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Association of circulating vaspin levels and patients with metabolic-associated fatty liver disease: a systematic review and meta-analysis

Abstract

Background

The incidence rate of metabolic-associated fatty liver disease (MAFLD) is increasing annually; however, there are still no effective methods for establishing an early diagnosis and conducting real-time tracing. Vaspin can affect the metabolic processes in the body, and it is closely associated with many metabolic diseases. Many previous studies have speculated on the association between vaspin and MAFLD, but the results of these studies have not been conclusive. This meta-analysis examined the differences in circulating vaspin levels between patients with MAFLD and healthy individuals.

Methods

Six databases and other sources were searched with free terms and Medical Subject Headings terms, and a total of 13 articles were included (900 cases and 669 controls). RevMan 5.3 and Stata 16 were used for analysis. The standardised mean difference (SMD) and 95% confidence interval (CI) were used to assess the overall outcomes. Cohen’s kappa coefficient was applied to examine the differences between the two authors in the selection of studies and in the evaluation of the quality of evidence for the studies.

Results

The results demonstrated that there was no significant difference in the circulating vaspin levels between the MAFLD group and healthy group (SMD = 0.46, 95% CI: [− 0.12, 1.04]). The subgroup analysis suggested that area and body mass index (BMI) may be the sources of heterogeneity, and the results of univariate meta-regression analysis were consistent with those of the subgroup analysis (P = 0.005 and P < 0.001, respectively). Furthermore, BMI may better explain the source of heterogeneity (P = 0.032) in the multivariate meta-regression analysis.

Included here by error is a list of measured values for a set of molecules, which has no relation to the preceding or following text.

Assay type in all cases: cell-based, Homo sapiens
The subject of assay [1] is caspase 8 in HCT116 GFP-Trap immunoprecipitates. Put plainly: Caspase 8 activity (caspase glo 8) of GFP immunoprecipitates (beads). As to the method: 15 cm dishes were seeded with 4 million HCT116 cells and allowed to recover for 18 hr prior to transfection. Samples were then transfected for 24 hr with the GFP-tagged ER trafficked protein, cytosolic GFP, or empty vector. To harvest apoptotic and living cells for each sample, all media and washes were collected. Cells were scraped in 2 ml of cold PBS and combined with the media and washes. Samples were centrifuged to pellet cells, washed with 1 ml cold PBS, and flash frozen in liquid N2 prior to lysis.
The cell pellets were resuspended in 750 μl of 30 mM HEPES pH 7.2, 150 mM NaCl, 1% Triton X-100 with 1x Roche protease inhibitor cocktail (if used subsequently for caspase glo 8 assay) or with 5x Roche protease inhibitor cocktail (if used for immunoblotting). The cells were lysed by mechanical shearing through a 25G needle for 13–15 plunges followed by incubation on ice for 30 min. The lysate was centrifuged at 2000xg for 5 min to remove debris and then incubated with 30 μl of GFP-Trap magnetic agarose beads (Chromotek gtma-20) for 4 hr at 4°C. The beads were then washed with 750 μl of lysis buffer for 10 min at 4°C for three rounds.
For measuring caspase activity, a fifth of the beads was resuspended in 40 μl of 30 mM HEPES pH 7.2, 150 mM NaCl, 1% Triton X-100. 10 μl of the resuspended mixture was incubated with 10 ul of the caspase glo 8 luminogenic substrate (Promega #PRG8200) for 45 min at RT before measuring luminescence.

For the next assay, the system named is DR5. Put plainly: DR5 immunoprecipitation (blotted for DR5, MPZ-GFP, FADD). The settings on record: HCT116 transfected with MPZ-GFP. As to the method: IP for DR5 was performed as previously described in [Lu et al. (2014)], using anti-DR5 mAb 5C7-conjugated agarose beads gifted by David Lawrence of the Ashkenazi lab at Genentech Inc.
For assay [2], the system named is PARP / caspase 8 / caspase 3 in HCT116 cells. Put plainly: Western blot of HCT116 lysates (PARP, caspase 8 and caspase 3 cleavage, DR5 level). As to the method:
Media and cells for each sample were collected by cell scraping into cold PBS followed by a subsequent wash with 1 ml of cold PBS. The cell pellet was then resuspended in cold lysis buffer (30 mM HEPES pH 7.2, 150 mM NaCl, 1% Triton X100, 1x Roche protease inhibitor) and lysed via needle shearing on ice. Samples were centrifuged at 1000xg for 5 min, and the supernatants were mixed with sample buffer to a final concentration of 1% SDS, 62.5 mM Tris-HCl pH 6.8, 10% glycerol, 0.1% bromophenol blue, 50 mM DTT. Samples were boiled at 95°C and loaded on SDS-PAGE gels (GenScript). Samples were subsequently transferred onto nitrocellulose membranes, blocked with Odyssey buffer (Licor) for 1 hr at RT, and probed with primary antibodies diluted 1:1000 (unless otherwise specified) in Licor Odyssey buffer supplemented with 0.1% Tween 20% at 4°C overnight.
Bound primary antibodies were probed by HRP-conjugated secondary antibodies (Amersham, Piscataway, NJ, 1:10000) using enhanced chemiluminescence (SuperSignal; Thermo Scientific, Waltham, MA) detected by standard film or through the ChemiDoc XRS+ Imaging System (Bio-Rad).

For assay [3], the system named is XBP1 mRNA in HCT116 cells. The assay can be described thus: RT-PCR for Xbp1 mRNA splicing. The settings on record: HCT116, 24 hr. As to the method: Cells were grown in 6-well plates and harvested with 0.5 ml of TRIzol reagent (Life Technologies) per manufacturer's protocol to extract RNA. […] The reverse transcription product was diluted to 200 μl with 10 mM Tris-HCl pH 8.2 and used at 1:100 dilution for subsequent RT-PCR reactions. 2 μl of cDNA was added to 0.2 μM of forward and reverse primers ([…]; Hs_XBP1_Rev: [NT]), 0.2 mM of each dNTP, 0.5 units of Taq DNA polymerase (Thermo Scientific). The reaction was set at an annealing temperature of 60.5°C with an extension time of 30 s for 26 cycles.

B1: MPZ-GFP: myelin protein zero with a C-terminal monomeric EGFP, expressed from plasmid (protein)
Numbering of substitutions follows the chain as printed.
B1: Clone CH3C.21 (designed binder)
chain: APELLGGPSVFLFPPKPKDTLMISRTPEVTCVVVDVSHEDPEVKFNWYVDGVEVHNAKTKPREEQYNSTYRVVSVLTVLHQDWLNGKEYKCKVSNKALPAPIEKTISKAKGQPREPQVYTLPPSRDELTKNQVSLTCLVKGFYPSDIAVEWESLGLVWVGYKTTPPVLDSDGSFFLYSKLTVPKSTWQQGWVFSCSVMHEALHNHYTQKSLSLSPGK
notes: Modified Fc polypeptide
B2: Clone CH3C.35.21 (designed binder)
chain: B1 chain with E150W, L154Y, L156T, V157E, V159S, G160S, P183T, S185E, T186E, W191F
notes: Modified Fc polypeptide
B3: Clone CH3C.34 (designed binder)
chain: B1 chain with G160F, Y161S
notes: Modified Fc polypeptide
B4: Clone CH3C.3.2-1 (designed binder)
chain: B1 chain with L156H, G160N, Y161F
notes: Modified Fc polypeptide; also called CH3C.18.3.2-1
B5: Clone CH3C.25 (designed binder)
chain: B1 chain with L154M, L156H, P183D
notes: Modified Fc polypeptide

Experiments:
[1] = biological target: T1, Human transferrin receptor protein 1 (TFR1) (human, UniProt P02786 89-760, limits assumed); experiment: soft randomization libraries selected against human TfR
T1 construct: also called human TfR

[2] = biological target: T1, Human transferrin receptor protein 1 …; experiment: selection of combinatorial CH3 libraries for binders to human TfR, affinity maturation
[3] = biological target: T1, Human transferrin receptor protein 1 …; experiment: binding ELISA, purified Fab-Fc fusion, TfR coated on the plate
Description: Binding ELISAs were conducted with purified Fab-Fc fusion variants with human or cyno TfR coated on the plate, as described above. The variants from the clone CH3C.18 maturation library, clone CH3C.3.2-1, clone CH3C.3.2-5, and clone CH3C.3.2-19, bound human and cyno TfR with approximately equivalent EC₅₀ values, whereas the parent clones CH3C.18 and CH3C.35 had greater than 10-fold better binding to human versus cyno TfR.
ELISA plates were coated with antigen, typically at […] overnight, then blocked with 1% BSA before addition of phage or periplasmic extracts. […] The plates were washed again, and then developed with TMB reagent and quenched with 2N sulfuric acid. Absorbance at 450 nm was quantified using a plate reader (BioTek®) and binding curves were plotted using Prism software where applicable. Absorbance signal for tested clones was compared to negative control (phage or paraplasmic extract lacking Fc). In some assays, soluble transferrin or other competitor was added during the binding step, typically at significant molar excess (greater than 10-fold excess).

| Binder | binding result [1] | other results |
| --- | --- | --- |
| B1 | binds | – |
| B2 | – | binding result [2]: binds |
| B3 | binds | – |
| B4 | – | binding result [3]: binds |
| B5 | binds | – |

Conclusion

In summary, no significant correlation was observed between the circulating vaspin levels and MAFLD. BMI may be an important factor affecting this correlation, which may provide a reference for further studies on mechanism and diagnosis of MAFLD.

Introduction

Nonalcoholic fatty liver disease (NAFLD), a common type of chronic hepatic disease, may affect approximately 25–30% [1] adults in the general population, and the related mortality from NAFLD increased rapidly in the recent [2]. Therefore, NAFLD has a place among the main public health problems. Since NAFLD is a multi-organ system disease [3] with a heterogeneous pathogenesis, experts have jointly proposed replacing it with metabolic-associated fatty liver disease (MAFLD) [4]. MAFLD is considered to be a clinicopathological syndrome characterised by hepatic steatosis, and it includes a continuum of hepatic conditions varying in the severity of injury and fibrosis, which is histologically defined as steatosis, inflammation, and ballooning of the hepatocytes [5,6,7]. The pathogenesis of MAFLD is complex, and it has been established that MAFLD is strongly related to metabolic disorders, such as obesity and type 2 diabetes mellitus (T2DM) [8,9,10]. The clinical monitoring and screening methods for MAFLD are currently limited and may cause trauma to patients, resulting in delays in the diagnosis of the disease and opportunities for an early intervention. Thus, it would be meaningful to explore more biomarkers that can indicate the occurrence and progression of MAFLD.